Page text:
Gary Hooper knew the writing was on the wall at Norwich City

Gary Hooper of Norwich kisses the ball after completing his hat trick from the penalty spot during t

Gary Hooper of Norwich kisses the ball after completing his hat trick from the penalty spot during the Sky Bet Championship match at Carrow Road, NorwichPicture by Paul Chesterton/Focus Images Ltd +44 7904 64026707/02/2015 - Credit: Paul Chesterton/Focus Images Ltd

Gary Hooper aims to prove he can cut it in the Premier League with Championship promotion hopefuls Sheffield Wednesday after his sour spell at Norwich City.

Hooper moved to the Owls in January after a bit-part role under Alex Neil and has scored 11 times in 30 appearances for the Yorkshire outfit, who will seal a play-off place this weekend if they avoid defeat to Cardiff City at Hillsborough.

The 28-year-old notched 18 goals in 64 league games for the Canaries following his move from Celtic in 2013, but the former Scunthorpe striker admitted being overlooked for Norwich's play-off final Wembley win against Middlesbrough was the point of no return at Carrow Road.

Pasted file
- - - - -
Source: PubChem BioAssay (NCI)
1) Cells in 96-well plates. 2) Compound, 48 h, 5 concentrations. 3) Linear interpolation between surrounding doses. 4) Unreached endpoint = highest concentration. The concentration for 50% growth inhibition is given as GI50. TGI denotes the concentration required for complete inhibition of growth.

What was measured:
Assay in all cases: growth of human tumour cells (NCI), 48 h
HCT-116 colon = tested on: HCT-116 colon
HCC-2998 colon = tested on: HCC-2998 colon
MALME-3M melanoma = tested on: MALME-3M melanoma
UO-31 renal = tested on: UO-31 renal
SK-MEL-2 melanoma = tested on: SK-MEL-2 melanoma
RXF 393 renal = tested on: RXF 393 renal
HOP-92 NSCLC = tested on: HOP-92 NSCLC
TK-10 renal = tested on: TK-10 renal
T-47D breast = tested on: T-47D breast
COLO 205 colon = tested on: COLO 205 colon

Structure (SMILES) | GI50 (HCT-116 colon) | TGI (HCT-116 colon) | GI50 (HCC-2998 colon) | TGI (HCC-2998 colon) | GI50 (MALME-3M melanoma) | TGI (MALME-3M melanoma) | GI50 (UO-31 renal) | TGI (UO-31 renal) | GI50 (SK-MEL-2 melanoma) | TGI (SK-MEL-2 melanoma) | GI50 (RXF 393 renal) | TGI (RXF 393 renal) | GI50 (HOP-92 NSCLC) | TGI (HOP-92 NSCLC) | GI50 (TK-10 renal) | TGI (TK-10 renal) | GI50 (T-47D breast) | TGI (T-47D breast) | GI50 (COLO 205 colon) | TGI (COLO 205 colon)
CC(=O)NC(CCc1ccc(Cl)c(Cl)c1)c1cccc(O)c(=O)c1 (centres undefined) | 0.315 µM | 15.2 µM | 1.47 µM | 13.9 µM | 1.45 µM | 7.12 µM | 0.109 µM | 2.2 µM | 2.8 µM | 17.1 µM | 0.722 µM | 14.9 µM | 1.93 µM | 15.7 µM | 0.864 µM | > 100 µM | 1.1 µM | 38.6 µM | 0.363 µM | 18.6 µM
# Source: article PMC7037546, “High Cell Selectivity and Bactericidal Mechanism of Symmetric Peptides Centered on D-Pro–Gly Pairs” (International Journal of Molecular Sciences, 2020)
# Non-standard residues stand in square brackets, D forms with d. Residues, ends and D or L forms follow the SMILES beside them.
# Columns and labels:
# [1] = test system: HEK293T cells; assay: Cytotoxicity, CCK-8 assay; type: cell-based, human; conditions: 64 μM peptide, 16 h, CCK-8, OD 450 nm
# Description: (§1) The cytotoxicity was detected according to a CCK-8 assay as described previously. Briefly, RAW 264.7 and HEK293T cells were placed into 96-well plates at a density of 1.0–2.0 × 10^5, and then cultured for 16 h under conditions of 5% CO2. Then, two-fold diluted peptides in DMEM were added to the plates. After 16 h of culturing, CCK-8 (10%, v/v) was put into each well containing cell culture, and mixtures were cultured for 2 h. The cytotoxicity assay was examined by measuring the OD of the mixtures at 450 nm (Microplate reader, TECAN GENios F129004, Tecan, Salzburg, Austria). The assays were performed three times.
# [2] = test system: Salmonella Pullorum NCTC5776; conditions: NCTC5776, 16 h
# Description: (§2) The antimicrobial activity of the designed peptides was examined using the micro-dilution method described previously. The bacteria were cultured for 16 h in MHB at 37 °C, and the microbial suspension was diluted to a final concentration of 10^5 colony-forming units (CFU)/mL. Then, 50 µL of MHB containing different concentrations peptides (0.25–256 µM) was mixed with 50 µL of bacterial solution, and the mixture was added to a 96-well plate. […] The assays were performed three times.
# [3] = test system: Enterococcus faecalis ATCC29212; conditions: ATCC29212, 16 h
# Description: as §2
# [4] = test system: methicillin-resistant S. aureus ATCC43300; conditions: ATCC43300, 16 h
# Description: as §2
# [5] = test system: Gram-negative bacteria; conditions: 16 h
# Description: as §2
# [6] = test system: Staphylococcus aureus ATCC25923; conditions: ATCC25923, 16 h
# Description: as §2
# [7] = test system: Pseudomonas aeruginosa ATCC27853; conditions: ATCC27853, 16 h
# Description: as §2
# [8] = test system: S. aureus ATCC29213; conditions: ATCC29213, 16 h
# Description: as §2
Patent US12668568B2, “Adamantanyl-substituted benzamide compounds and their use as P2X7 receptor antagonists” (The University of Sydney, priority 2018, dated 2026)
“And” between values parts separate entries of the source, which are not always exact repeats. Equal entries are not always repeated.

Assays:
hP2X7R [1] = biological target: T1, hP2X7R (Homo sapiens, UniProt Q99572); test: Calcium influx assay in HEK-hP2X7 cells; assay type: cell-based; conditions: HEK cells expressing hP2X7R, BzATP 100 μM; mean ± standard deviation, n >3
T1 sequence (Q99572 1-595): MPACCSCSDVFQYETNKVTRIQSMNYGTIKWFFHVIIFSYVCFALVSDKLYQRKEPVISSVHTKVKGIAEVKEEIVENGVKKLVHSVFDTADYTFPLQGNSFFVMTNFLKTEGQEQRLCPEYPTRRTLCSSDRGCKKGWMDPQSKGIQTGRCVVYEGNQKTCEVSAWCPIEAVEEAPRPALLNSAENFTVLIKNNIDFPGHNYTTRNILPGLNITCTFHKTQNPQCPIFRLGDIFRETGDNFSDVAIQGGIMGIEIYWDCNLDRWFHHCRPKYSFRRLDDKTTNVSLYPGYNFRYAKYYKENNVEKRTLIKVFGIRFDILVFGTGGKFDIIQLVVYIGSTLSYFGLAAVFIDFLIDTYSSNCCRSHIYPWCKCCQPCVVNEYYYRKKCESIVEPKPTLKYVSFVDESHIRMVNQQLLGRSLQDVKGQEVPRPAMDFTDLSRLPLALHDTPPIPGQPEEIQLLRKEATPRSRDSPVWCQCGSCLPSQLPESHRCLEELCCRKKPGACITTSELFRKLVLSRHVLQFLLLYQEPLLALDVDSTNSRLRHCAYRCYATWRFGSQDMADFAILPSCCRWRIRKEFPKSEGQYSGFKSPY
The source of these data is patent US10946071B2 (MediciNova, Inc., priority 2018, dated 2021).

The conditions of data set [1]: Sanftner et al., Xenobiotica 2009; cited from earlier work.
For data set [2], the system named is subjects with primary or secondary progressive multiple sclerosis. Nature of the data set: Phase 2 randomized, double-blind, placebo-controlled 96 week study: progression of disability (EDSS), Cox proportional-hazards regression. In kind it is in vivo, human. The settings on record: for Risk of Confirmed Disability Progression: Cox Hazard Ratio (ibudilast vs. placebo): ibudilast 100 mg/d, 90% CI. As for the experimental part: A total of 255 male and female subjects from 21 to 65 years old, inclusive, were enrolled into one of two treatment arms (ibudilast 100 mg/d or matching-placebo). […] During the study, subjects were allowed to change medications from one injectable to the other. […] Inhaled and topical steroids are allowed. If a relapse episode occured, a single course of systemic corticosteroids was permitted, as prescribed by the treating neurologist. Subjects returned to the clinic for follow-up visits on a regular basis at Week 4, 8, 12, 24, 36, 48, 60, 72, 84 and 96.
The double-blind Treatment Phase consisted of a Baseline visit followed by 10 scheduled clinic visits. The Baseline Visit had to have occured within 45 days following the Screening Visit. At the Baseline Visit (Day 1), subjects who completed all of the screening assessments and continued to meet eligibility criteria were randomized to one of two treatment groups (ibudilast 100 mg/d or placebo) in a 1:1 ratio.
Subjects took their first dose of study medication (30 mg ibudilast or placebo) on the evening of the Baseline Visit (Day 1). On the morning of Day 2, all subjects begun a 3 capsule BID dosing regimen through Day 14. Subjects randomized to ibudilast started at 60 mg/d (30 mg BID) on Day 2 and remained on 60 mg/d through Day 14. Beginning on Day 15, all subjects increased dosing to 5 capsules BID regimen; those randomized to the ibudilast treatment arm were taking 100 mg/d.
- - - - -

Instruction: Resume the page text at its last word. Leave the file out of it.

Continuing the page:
'I knew then that I had to get out on loan,' he says. 'Alex Neil didn't say I wasn't going to play but he did buy a couple of strikers so the message was pretty clear. It wasn't the best couple of years, but I don't regret it.

'I loved my time at Celtic. It was the highlight of my career. Champions League, Europa League, Old Firm games. For a lad who started his career at Grays Athletic it was a dream. The Scottish League doesn't register in England. I was top scorer three years running up there. I scored against Spartak Moscow, home and away. But apart from that once, the England manager never watched me.'


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Hooper made two Premier League substitute appearances this season but scored six goals in 32 top flight appearances under former Norwich chief Chris Hughton back in 2013/14.

'It was frustrating,' he said, speaking to the League Paper. 'It's such a hard league and Norwich were struggling (that season). We basically defended for 60-70 minutes of every game and that generally meant playing 4-5-1.

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'It was hard enough to get on the pitch, and even if you did it was hard to get on the ball. I scored six goals from hardly starting in a team that didn't make many chances so I'm not unhappy with what I did. Do I see myself as a Premier League player? Yeah, I do. I've proved it.'

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